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on sorting things


On 20/12/2019 18:59, Peter Otten wrote:
> Chris Angelico wrote:
>
>> On Sat, Dec 21, 2019 at 5:03 AM Peter Otten <__peter__ at web.de> wrote:
>>> PS: If you are sorting files by size and checksum as part of a
>>> deduplication effort consider using dict-s instead:
>> Yeah, I'd agree if that's the purpose. But let's say the point is to
>> have a guaranteed-stable ordering of files that are primarily to be
>> sorted by file size - in order to ensure that two files are in the
>> same order every time you refresh the view, they get sorted by their
>> checksums.
> One thing that struck me about Eli's example is that it features two key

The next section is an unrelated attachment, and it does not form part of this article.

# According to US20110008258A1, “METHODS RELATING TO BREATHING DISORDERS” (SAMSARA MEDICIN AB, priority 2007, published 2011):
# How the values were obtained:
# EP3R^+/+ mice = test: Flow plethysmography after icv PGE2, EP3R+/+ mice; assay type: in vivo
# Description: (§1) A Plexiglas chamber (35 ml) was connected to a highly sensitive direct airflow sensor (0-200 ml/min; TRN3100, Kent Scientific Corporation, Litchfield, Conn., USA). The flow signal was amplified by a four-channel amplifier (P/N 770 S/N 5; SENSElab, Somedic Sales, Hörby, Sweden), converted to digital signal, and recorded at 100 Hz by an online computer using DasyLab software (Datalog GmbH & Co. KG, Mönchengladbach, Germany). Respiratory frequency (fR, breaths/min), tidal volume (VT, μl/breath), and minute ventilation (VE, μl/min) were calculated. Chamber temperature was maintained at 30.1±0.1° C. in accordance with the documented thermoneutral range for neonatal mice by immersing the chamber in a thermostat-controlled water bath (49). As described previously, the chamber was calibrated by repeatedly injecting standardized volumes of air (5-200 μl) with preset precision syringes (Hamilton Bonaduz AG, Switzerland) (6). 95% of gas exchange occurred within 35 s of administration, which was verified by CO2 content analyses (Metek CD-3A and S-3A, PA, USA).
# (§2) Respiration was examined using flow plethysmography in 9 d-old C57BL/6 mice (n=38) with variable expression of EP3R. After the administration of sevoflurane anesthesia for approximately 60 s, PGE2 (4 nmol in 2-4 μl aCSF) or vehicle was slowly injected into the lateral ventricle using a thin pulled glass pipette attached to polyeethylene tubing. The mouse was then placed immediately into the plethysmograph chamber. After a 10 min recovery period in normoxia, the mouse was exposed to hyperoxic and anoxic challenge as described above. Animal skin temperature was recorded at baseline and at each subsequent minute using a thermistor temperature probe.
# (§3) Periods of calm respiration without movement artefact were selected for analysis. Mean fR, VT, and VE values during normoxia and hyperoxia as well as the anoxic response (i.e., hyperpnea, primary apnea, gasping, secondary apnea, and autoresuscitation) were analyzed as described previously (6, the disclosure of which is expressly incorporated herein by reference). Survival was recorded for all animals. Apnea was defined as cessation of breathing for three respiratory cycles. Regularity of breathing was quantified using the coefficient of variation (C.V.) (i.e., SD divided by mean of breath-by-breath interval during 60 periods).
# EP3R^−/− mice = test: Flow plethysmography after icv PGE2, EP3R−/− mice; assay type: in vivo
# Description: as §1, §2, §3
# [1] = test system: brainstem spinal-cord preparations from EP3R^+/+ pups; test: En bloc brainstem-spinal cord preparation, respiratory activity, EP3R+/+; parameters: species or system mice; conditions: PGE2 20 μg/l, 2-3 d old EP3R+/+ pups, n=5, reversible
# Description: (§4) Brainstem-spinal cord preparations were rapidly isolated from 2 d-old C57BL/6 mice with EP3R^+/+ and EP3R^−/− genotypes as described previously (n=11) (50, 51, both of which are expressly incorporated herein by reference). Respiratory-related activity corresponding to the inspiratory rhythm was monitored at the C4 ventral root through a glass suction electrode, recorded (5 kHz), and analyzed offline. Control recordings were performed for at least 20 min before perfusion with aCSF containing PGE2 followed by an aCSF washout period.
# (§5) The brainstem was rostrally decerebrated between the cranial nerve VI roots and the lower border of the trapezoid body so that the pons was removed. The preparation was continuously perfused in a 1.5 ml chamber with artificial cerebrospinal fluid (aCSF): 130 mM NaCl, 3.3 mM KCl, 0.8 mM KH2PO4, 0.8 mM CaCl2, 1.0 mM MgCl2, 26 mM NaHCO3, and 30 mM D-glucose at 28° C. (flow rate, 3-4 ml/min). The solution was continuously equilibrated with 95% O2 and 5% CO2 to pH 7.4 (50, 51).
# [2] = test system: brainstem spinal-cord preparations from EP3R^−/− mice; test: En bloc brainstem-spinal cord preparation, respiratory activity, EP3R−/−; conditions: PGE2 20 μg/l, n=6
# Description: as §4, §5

> functions rather than a complex comparison.
>
> If sort() would accept a sequence of key functions each function could be
> used to sort slices that compare equal when using the previous key.

You don't need a sequence of key functions : the sort algorithm used in 
Python (tim-sort) is stable - which means if two items (A &B) are in a 
given order in the sequence before the sort starts, and A & B compare 
equal during the sort, then after the sort A & B retain their ordering.

So if you want to sort by file size as the primary and then by checksum 
if file sizes are equal - you sort by checksum first, and then by file 
size: this guarantees that the items will always be in file size order - 
and if file sizes are equal then they will be ordered by checksum.

The rule to remember - is sort in the reverse order of criteria.

>
>> There ARE good reasons to do weird things with sorting, and a custom
>> key object (either with cmp_to_key or directly implemented) can do
>> that.
> Indeed.
>